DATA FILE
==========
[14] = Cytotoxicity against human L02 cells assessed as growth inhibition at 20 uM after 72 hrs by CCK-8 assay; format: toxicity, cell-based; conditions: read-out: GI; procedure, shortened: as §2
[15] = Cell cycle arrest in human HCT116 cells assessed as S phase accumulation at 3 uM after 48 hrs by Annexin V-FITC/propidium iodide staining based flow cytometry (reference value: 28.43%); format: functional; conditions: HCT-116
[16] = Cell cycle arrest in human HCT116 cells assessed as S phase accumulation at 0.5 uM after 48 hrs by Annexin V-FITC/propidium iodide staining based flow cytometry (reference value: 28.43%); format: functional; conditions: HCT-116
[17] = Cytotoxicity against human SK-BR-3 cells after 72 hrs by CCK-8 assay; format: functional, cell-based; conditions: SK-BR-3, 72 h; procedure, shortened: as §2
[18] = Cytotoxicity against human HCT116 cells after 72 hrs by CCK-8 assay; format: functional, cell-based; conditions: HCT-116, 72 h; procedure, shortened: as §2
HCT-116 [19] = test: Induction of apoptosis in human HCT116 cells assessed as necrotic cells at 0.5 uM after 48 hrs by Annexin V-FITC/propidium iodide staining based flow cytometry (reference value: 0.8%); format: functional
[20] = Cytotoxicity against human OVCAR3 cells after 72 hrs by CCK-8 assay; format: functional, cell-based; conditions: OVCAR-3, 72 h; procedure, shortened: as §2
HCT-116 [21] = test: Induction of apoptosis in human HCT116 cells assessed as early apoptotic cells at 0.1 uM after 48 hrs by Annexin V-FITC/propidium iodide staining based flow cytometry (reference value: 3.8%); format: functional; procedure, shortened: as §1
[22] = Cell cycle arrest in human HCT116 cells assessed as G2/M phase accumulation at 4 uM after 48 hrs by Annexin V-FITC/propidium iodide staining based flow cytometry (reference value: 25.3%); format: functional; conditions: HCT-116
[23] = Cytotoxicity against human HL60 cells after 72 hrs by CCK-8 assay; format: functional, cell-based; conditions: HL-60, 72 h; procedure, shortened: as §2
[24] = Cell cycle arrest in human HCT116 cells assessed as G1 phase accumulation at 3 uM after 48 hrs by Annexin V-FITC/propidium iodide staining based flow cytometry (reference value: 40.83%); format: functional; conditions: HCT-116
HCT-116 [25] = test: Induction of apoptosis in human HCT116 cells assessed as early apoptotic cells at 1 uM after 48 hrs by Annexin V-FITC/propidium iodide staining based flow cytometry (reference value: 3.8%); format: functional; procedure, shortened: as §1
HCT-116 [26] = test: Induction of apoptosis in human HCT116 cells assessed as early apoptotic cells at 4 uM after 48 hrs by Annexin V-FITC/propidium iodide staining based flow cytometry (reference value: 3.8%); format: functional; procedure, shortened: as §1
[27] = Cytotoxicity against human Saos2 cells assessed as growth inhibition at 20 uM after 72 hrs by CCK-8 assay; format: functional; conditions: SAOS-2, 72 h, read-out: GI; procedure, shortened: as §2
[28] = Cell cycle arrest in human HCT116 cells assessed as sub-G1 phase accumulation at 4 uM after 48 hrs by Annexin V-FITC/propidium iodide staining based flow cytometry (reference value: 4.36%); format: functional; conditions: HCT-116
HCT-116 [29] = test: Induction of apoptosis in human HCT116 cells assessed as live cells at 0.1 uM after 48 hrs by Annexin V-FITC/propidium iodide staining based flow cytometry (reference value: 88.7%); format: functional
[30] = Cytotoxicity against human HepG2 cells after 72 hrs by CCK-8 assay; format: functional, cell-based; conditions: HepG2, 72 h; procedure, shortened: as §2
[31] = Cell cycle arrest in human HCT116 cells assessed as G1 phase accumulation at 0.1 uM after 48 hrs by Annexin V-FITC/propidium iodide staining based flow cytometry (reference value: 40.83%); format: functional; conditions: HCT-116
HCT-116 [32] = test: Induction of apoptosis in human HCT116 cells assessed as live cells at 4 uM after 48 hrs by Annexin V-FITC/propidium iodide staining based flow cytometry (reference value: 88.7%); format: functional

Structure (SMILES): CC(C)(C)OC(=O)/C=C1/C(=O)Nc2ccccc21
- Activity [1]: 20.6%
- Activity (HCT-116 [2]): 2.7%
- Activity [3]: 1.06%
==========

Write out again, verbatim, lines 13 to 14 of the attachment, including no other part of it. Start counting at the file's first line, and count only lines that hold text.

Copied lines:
HCT-116 [26] = test: Induction of apoptosis in human HCT116 cells assessed as early apoptotic cells at 4 uM after 48 hrs by Annexin V-FITC/propidium iodide staining based flow cytometry (reference value: 3.8%); format: functional; procedure, shortened: as §1
[27] = Cytotoxicity against human Saos2 cells assessed as growth inhibition at 20 uM after 72 hrs by CCK-8 assay; format: functional; conditions: SAOS-2, 72 h, read-out: GI; procedure, shortened: as §2